It is entirely appropriate that a high-profile Canadian film festival such as TIFF would place some of its spotlight on films made right here in our own country or featuring Canadian individuals. Programs such as “Contemporary World Cinema” and “Discovery” feature many films that promise to become Canadian gems. Here are a few films at TIFF 2013 featuring Canadian directors, actors, and landscapes about which we are especially excited.
Although technically an American film, Labor Day is brought to us by acclaimed and much-beloved Canadian director Jason Reitman (Juno, Up in the Air). Here, Reitman moves away from his characteristic humorous style, presenting a tense thriller centring on a young boy attempting to care for his ailing mother (Kate Winslet) after she agrees to let a mysterious and potentially dangerous stranger (Josh Brolin) into her home. This film will be worth watching in order to see how Reitman handles this dramatic material.
Ingrid Veninger, a well-known name around this festival (MODRA, i am a good person/i am a bad person), returns with this distinctive work about the director of a struggling acting troupe who improvises a unique activity to provide the boost he believes his actors need both for their art and within their own lives. Not only does this film star established Toronto actor Aaron Poole as director Leo, it also features one of this year’s TIFF Rising Stars, Jonathan Sousa, as a member of the troupe.
The Canadian documentary Watermark was directed by award-winning filmmaker Jennifer Baichwal and environmental photographer Edward Burtynsky, the team that previously brought us Manufactured Landscape. This important piece explores our relationship with water and reveals the ways in which it has been mismanaged and exploited. The wide scope of the film ranges all over the world, from Colorado to India to China, and investigates the importance of water in many aspects of life such as agriculture and religious rituals. While Burtynsky promises to deliver stunning and affecting photography, these images are sure to be complimented by the first-hand accounts captured by Baichwal and the combination will undoubtedly result in a thought-provoking work.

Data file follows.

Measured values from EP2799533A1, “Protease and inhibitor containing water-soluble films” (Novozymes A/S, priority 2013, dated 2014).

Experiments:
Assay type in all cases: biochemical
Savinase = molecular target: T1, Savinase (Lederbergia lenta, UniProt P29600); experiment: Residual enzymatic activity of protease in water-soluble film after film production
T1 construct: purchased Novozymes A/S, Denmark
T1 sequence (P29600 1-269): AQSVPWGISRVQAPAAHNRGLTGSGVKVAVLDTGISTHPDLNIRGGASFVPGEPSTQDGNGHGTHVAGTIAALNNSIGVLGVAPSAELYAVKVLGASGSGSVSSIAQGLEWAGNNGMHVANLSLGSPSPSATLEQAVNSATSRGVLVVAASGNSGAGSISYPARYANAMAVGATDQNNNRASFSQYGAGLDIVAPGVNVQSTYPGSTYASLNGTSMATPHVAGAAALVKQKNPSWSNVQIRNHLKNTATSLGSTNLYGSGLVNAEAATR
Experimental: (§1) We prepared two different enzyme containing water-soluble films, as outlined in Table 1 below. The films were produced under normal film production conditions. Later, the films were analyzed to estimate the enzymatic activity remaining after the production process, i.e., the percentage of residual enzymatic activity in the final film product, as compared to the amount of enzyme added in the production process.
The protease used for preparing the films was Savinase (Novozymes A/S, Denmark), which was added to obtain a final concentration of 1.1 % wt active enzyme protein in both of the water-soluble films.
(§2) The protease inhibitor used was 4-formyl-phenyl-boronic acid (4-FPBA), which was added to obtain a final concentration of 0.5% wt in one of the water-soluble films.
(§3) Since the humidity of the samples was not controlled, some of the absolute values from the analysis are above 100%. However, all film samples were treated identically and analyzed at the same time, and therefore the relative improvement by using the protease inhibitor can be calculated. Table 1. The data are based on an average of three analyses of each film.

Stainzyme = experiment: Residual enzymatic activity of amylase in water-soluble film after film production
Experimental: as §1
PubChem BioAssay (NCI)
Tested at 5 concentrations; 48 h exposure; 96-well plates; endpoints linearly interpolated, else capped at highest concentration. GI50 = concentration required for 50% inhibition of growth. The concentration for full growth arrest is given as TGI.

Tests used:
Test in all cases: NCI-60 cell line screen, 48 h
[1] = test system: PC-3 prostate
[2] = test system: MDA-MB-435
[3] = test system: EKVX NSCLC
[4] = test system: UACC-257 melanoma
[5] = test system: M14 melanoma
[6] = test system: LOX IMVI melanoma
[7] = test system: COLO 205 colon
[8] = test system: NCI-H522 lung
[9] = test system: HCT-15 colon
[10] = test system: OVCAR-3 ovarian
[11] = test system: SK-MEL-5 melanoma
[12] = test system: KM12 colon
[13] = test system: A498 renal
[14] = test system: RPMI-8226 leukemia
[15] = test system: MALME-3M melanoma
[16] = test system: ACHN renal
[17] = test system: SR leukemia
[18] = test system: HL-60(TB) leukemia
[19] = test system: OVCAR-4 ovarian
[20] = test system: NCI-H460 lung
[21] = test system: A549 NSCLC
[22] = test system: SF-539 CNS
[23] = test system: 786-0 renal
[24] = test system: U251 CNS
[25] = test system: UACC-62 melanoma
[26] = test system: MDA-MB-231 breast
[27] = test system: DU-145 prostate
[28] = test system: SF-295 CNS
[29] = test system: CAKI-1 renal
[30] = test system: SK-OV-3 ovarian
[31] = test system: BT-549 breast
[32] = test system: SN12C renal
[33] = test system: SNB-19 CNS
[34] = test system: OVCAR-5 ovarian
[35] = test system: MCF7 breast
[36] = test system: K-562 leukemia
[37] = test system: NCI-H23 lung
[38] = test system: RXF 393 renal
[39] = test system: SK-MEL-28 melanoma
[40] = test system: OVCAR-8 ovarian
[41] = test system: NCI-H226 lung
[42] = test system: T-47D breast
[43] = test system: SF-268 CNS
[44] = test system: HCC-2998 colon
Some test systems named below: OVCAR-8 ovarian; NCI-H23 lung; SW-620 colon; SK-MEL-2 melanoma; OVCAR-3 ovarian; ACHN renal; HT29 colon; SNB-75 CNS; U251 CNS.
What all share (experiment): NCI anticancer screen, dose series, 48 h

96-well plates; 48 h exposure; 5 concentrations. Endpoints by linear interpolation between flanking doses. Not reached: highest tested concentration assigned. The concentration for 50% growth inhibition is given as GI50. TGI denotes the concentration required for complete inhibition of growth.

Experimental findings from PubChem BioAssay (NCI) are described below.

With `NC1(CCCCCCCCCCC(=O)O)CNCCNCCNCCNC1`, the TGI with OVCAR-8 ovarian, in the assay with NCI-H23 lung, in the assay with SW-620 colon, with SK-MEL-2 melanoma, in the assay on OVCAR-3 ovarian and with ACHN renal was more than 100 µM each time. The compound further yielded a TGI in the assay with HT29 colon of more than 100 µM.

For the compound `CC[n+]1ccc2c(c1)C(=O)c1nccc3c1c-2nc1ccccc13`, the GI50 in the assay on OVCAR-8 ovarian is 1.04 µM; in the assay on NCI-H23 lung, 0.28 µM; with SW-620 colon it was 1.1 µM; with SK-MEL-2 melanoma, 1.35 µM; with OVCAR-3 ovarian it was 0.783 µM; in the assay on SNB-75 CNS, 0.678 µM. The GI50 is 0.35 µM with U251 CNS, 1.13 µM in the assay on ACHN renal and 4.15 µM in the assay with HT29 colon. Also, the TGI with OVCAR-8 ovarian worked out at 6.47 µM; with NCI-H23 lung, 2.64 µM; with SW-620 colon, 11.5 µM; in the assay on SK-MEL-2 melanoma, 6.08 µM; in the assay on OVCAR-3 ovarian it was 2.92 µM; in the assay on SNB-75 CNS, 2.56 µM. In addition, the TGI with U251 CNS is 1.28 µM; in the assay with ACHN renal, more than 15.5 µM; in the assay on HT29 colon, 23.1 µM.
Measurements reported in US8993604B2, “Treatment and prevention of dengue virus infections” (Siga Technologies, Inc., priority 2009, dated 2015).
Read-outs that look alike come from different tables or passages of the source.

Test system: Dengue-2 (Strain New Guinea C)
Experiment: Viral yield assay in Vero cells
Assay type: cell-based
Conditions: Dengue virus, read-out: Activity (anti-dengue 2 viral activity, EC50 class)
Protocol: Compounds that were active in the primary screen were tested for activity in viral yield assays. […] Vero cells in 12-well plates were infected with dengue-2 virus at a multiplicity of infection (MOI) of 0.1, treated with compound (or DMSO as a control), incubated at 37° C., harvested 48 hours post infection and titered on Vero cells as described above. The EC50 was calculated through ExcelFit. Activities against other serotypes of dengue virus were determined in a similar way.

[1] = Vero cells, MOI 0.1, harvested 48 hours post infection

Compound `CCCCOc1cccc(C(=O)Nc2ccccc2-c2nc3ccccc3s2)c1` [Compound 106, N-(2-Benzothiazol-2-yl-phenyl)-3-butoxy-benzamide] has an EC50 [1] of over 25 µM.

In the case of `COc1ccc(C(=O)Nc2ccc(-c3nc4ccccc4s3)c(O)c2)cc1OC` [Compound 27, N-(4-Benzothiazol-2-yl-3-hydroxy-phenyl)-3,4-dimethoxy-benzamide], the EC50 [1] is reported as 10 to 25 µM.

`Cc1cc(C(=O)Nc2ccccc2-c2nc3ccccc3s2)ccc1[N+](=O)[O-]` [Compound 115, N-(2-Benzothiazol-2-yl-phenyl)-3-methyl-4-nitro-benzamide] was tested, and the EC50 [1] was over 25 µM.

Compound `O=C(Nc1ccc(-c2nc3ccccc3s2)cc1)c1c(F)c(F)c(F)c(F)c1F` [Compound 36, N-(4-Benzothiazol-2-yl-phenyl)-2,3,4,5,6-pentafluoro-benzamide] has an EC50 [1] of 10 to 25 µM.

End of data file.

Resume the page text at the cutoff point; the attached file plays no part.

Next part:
Canadian concerns as well as talent are featured in Peter Stebbing’s new film Empire of Dirt. The plights of three generations of Canadian Aboriginal women are chronicled in this gritty drama written by Cree-Canadian screenwriter Shannon Masters. The weighty issues, ranging from poverty to substance abuse to teenage pregnancy, should hit close to home, and one can hope that a film such as this one will have a positive effect in the ongoing struggle to create change.
High-profile American actors share the screen with talented Canadians in Canadian writer-director Jonathan Sobol’s (A Beginner’s Guide to Endings) new film The Art of the Steal. This comic crime film features Kurt Russell as a former stuntman-turned-thief who reunites with his gang to pull off one last robbery. A stellar ensemble cast promises to deliver humour as well as breathtaking action.
Starring the late Canadian actor Cory Monteith and directed by Canadian Gia Milani, All the Wrong Reasons is a funny yet emotional comic drama chronicling the lives of four employees at a department store. Each character carries personal baggage that affects the way in which they interact with their fellow employees, and their stories are revealed with wit and sympathy. The ensemble cast features much home grown talent, and one can hope that this inaugural yet confident film from newcomer Milani will mark the rise of a new directorial star.
Photo Credits: Toronto International Film Festival (Cover + Last) and Mongrel Media (1st 2, In-Article)